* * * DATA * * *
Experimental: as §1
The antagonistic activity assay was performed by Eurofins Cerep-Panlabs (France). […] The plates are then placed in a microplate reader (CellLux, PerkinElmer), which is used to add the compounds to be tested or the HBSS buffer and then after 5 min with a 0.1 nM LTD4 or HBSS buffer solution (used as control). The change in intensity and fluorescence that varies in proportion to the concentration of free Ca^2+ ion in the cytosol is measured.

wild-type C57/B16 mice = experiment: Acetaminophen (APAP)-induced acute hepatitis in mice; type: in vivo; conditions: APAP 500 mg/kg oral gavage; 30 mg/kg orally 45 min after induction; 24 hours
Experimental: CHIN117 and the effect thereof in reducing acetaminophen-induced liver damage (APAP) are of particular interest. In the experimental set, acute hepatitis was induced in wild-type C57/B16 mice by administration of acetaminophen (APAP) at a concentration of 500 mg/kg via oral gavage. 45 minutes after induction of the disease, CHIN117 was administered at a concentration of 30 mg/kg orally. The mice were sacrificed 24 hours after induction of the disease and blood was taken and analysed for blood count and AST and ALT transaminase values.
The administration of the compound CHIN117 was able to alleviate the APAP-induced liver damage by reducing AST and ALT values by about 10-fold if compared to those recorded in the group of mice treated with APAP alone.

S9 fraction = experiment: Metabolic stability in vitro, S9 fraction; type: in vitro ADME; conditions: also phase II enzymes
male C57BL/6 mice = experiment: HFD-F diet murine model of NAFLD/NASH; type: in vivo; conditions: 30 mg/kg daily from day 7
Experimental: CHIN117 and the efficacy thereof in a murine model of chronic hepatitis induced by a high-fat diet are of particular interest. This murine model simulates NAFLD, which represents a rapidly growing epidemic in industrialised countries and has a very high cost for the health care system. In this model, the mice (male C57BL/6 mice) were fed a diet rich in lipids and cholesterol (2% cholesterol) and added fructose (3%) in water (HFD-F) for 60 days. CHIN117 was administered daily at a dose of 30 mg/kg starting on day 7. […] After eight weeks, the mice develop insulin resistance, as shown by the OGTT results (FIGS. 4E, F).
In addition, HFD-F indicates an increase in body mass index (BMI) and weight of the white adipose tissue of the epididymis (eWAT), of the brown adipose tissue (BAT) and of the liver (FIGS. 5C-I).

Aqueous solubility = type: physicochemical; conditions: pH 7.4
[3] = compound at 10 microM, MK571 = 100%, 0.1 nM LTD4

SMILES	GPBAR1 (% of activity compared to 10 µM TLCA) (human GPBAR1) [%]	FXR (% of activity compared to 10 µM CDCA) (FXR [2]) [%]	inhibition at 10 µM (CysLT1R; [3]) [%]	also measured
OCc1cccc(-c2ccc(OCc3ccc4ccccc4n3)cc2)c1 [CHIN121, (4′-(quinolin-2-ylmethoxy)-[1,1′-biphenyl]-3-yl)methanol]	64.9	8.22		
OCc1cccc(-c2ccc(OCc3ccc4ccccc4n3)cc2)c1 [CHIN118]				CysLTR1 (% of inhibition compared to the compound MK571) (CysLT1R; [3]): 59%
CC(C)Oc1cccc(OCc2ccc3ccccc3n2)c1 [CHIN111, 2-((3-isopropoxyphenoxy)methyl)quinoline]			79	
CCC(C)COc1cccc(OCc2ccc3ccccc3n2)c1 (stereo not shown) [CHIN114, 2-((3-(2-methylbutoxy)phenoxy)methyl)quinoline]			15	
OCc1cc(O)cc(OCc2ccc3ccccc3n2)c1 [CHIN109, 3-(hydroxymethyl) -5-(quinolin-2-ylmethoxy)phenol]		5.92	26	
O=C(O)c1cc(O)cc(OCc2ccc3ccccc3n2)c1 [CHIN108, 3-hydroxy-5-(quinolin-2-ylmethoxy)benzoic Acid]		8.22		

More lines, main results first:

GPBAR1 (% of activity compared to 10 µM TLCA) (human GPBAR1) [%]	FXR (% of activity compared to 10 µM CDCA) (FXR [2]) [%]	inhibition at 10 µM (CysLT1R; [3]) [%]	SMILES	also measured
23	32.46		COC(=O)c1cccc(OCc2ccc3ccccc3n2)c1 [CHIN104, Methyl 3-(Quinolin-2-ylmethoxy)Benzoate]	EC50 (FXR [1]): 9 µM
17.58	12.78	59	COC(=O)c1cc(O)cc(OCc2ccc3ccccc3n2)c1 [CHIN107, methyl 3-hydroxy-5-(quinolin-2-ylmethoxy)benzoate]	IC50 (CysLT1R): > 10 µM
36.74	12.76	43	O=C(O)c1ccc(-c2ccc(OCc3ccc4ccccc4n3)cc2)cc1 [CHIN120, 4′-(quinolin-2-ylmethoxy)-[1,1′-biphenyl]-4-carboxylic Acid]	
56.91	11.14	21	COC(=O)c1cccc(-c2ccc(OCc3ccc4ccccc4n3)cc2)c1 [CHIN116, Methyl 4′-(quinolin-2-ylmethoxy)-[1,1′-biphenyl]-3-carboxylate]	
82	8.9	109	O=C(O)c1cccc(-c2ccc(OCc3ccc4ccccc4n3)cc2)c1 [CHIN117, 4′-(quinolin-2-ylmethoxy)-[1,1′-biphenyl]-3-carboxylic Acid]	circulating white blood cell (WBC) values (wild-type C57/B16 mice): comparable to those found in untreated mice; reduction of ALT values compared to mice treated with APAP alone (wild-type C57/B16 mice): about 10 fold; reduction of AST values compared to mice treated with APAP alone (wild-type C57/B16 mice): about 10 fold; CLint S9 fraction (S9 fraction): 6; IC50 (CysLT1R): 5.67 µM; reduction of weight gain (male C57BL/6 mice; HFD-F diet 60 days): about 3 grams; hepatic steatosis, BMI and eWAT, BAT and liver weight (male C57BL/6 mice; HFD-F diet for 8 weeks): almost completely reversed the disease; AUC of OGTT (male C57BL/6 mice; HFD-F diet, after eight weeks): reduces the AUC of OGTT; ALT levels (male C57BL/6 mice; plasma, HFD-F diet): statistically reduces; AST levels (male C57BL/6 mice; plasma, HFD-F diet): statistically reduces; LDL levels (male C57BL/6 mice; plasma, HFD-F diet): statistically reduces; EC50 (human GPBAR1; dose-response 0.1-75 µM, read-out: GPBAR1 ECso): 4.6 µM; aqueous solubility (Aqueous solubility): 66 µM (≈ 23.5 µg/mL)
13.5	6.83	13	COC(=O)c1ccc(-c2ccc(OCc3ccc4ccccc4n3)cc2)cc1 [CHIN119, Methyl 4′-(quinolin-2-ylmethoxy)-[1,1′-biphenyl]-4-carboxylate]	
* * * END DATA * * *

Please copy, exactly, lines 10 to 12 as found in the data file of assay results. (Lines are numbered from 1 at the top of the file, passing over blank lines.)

Aqueous solubility = type: physicochemical; conditions: pH 7.4
[3] = compound at 10 microM, MK571 = 100%, 0.1 nM LTD4

SMILES	GPBAR1 (% of activity compared to 10 µM TLCA) (human GPBAR1) [%]	FXR (% of activity compared to 10 µM CDCA) (FXR [2]) [%]	inhibition at 10 µM (CysLT1R; [3]) [%]	also measured